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RINCON DEL CONOCIMIENTO => ACCIDENTES E INCIDENTES AERONAUTICOS => Mensaje iniciado por: juancho3066 en 10 de noviembre de 2008, 17:20:04

Título: bird strike ryanair
Publicado por: juancho3066 en 10 de noviembre de 2008, 17:20:04
Rome's Ciampino airport has temporarily closed after a Ryanair flight from Frankfurt suffered "substantial damage" as it made an emergency landing.

The budget airline said the plane had experienced problems after birds were sucked into the engine as it came in to land at Rome's second-largest airport.

Passengers left the Boeing 737 using emergency chutes.

The plane remains on the runway with one engine resting on the tarmac because of damage to the landing gear.

It is being examined by Ryanair engineers and the Italian Aviation Authority.   People were crying, it was terrible, it was a bad experience

Ryanair passenger

Ryanair said the airport, which hosts several budget airlines, was likely to remain closed for the rest of Monday.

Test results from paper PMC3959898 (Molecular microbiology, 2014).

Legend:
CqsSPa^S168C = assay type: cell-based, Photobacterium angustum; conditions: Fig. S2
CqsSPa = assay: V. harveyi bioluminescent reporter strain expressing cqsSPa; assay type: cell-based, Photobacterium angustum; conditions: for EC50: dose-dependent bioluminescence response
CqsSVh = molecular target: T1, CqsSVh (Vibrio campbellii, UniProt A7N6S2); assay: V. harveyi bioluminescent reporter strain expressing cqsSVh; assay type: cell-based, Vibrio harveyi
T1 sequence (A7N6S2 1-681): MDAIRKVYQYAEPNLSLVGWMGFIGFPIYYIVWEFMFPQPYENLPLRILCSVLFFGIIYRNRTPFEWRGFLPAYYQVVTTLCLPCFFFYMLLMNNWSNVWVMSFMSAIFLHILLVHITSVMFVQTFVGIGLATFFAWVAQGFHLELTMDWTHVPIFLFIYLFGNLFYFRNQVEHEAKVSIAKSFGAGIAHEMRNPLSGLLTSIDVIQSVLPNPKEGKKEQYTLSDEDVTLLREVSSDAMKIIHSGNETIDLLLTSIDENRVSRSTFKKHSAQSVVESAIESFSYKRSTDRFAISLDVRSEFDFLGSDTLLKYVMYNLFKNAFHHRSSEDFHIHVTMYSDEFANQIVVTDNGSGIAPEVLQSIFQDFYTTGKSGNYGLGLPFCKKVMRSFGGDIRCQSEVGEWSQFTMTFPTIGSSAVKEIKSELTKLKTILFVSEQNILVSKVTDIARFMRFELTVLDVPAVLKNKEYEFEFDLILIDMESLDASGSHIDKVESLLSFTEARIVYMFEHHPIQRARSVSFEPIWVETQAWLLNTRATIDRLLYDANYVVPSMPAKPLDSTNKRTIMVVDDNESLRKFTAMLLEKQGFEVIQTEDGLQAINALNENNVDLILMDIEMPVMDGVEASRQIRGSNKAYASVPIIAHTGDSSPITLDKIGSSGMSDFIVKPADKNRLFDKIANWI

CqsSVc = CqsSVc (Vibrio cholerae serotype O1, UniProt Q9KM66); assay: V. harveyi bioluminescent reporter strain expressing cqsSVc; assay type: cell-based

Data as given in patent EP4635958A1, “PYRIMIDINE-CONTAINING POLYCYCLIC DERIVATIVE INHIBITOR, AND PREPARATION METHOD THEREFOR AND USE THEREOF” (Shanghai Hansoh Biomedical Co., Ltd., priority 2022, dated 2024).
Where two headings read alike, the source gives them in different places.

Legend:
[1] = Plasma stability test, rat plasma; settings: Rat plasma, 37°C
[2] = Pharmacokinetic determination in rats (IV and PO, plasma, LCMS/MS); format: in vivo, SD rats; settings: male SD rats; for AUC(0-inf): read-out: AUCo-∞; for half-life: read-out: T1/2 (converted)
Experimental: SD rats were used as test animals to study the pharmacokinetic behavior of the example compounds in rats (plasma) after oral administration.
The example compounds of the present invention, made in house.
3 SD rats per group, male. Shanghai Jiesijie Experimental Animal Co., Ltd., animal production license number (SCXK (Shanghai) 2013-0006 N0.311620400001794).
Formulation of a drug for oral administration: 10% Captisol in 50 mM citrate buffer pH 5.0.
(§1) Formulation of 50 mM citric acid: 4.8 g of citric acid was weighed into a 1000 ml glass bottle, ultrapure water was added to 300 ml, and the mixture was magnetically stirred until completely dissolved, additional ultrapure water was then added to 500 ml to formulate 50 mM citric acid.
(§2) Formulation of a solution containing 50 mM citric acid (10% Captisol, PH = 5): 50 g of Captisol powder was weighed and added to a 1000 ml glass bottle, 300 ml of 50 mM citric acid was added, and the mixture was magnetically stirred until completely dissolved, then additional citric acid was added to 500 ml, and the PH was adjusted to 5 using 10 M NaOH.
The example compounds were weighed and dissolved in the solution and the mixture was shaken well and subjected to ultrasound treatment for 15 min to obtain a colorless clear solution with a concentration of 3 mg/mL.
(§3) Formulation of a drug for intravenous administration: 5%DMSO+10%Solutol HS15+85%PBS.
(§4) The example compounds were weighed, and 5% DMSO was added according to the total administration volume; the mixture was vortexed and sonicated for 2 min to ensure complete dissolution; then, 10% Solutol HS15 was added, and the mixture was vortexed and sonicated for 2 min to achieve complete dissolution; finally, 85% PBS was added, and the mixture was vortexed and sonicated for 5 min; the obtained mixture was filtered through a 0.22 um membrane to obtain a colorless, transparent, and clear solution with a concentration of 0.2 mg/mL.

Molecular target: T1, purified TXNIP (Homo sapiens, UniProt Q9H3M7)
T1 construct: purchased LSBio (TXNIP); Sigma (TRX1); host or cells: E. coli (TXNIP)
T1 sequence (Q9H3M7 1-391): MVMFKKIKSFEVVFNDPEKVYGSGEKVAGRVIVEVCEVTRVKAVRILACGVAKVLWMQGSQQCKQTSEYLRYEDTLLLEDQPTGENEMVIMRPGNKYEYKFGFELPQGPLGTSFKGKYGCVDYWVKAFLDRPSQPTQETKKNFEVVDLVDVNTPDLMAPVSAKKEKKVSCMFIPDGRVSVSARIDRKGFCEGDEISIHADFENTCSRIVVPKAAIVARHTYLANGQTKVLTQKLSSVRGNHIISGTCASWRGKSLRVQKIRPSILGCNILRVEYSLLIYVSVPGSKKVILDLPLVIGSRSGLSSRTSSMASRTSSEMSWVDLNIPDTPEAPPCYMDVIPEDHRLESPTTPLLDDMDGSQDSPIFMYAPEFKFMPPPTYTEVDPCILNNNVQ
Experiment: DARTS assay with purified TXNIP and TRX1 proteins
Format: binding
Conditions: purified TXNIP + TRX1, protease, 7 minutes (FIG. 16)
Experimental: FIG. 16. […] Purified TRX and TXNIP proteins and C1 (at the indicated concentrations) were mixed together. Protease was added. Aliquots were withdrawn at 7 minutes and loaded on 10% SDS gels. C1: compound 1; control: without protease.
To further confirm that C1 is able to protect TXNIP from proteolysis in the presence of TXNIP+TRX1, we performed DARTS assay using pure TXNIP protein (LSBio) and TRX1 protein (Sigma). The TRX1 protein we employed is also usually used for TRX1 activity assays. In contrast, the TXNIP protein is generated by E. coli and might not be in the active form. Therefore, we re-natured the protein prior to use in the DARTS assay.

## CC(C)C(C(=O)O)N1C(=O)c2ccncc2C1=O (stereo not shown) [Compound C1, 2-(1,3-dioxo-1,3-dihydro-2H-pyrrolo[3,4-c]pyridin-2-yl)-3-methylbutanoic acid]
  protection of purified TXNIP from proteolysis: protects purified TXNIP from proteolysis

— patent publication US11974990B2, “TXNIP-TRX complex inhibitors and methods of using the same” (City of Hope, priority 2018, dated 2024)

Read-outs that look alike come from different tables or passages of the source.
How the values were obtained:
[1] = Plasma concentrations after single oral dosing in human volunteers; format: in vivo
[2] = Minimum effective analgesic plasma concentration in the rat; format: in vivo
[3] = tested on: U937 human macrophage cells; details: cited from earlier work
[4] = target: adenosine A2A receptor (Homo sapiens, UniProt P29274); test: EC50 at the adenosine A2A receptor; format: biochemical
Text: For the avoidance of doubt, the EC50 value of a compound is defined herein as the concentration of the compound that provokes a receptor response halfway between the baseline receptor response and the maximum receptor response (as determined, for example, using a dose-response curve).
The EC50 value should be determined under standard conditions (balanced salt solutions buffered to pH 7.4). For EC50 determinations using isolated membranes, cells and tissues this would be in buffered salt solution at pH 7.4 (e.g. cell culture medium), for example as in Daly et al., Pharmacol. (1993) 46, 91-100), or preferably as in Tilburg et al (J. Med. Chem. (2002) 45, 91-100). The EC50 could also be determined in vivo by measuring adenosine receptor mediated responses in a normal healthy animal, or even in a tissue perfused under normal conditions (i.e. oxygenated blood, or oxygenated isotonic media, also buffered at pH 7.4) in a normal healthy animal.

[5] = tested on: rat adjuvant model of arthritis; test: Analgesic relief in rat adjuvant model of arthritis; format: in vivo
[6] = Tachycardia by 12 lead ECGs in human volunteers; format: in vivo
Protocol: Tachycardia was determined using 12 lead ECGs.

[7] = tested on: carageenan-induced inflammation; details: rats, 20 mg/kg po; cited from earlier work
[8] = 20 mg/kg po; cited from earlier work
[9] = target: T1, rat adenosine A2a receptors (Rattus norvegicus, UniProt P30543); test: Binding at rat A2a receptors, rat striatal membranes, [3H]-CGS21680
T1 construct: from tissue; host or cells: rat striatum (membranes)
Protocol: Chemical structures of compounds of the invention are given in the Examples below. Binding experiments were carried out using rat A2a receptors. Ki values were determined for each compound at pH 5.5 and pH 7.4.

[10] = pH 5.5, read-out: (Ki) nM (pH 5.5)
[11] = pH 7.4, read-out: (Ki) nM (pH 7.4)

Ryanair flight FR4102 from Frankfurt to Rome had 166 passengers on board.

Reports say two cabin crew and at least three passengers were taken to hospital with minor injuries. One passenger said an engine had begun to smoke as the plane was coming in to land and it then descended rapidly.

Passengers describe the emergency Ryanair landing in Rome
"People were crying, it was terrible," he added.

Another passenger said he thanked God that nobody had died.

A picture of the plane on the Ryanair website appeared to show red marks on the nose cone and wings - presumably from the birds.

Other Ryanair flights would be diverted to Rome's other airport, Fiumicino, until Ciampino was re-opened, the airline said.

At least 219 people have been killed worldwide since 1988 as a result of wildlife strikes to aircraft, according to the organisation Bird Strike Committee USA.

A US Federal Aviation Administration study has found that between 1990 and 2007, more than 82,000 wildlife strikes were reported at more than 1600 American airports.

The phenomenon causes billions of dollars of damage to aircraft worldwide.